on the Pacific.
The 123 men, all Panamanians, are
employed in 11 gangs by the Sanitation
Division in the battle to control malaria,
clean more than 400 miles of drainage
ditches each year. They help the health
authorities apply residual insecticide
twice each year in dwellings of more
than 150 land licensees. Blood smears
are taken regularly and those residents
whose smears are found positive for
malaria, are given weekly dosages of a
suppressive drug tablet for 14 weeks.
This activity is coordinated with the
Gorgas Memorial Laboratory in Panama
The Canal Zone Division of Sanita-
tion annual report points out that
although the malaria rate among Canal
Zone employees may, in the future,
decrease to no cases, the Sanitation
forces have not eliminated the malaria
transmitting mosquito for which control
must be continued within populated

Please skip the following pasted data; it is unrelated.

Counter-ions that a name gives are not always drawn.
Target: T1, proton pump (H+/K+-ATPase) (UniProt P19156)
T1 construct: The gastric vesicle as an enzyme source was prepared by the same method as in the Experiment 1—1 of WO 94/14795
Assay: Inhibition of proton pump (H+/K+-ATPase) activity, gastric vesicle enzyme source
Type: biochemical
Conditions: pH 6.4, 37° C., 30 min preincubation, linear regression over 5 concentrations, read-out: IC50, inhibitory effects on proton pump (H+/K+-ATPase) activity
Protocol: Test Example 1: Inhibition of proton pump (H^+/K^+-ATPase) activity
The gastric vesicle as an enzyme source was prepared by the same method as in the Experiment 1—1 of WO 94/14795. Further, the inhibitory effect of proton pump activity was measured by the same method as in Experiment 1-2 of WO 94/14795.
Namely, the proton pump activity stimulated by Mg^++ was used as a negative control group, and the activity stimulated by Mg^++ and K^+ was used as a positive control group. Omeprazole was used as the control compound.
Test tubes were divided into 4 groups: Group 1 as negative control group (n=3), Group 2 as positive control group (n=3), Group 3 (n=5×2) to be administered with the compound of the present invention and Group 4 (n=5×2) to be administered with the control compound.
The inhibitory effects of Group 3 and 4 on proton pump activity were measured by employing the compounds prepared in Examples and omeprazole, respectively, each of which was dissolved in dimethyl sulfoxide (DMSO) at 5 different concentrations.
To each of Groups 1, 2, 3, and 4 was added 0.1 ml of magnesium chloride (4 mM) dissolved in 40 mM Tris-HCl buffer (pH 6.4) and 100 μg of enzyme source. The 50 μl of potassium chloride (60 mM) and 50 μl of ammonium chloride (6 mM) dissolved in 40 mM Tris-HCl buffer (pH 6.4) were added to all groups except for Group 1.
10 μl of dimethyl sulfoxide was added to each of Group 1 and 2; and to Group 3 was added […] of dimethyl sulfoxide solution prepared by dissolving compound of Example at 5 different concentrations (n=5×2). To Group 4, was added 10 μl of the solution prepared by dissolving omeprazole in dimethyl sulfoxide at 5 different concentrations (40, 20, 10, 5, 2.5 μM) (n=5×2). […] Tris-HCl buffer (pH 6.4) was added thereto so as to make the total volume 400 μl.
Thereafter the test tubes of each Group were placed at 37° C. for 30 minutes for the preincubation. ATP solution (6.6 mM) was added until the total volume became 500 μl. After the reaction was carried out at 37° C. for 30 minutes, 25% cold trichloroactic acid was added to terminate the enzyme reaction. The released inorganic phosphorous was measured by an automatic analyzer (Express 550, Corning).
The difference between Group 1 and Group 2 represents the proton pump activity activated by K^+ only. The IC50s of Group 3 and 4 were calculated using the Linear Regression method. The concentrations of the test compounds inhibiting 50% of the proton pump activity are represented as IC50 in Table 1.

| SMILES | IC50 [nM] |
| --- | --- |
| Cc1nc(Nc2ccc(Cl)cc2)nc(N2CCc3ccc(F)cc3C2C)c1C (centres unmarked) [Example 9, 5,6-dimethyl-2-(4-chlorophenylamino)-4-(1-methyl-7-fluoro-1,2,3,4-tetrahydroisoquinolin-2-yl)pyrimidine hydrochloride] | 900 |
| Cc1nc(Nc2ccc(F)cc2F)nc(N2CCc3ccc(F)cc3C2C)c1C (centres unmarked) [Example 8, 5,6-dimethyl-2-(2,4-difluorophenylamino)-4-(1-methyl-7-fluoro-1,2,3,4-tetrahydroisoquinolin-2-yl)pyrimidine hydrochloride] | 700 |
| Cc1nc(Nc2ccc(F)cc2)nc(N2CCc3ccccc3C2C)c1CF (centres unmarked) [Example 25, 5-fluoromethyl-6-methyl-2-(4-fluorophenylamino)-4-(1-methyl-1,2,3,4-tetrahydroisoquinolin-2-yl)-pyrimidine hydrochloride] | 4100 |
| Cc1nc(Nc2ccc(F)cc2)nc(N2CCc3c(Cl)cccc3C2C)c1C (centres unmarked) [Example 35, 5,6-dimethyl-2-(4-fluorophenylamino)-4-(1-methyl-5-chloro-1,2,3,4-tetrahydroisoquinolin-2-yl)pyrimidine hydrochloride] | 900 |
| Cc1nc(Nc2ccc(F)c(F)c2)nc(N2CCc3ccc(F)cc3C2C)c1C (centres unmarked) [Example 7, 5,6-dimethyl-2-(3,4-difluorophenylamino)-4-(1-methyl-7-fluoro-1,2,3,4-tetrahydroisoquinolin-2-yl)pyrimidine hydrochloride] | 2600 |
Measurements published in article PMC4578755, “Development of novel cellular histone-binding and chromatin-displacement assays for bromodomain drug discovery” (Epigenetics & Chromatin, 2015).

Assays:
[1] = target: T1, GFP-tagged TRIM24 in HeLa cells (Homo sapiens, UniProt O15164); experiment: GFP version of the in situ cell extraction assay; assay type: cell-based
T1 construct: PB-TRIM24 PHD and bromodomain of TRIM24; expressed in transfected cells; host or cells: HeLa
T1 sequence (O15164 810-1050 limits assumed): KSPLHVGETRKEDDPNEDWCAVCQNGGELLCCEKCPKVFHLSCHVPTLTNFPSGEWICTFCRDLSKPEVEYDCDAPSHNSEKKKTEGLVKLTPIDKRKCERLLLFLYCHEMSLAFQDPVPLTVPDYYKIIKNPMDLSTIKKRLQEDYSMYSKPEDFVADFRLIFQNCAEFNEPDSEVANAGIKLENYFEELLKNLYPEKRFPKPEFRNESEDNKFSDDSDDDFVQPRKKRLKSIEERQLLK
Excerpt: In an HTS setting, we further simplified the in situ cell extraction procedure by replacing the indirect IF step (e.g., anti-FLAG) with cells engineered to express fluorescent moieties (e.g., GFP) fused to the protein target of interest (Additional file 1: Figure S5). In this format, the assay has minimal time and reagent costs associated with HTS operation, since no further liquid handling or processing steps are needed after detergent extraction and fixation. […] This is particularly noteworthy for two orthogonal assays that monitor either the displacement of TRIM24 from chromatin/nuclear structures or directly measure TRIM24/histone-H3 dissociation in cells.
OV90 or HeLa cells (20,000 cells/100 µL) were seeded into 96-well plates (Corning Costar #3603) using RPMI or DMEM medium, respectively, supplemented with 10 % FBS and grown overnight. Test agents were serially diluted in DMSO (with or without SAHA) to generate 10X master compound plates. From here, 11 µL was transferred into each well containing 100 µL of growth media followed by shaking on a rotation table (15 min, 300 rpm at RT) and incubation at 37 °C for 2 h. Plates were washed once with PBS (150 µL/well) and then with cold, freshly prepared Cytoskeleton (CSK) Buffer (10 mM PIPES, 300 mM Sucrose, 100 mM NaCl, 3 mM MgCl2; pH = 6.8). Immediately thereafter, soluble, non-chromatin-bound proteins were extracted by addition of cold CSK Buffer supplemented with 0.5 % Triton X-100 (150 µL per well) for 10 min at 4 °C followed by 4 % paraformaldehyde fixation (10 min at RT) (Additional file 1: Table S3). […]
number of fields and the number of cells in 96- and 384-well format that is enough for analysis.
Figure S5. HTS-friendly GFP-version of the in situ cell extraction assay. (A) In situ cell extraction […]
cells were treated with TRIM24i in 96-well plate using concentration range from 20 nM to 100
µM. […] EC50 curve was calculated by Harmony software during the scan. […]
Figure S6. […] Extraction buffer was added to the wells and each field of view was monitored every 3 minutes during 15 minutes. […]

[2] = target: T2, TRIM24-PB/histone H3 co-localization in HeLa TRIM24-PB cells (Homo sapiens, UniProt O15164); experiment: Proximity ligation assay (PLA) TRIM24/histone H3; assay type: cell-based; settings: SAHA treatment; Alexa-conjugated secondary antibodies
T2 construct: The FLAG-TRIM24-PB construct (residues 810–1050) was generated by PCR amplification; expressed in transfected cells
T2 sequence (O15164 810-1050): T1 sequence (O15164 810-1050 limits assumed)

areas by sanitary ditch maintenance,
larviciding, fogging, and insecticidal
Furthermore, mosquito control must
be maintained to decrease other mos-
quito-borne diseases, such as encepha-
litis, as well as to reduce pest mosquitoes
that lower morale in living and em-
ployment sites within the tropical
topography of the Canal Zone.
HALF CENTURY OF MALARIA IN THE CANAL ZONE
RATE ~RATE AAOVG EMPLOYEES PNAM/4A CANAZ
At right is a model of the Anopheles mos-
quito, which transmits malaria. It's a
mockup made by the Health Bureau for
a display. No doubt it gave a start to
anyone who saw it sitting under a tree,
poised for action. Because even in the most
exaggerated mosquito stories, they don't
grow this big. Below, help comes in the
form of a Health Bureau fogging unit.
Canal Zone children call this health
guardian "the stinky man." They dance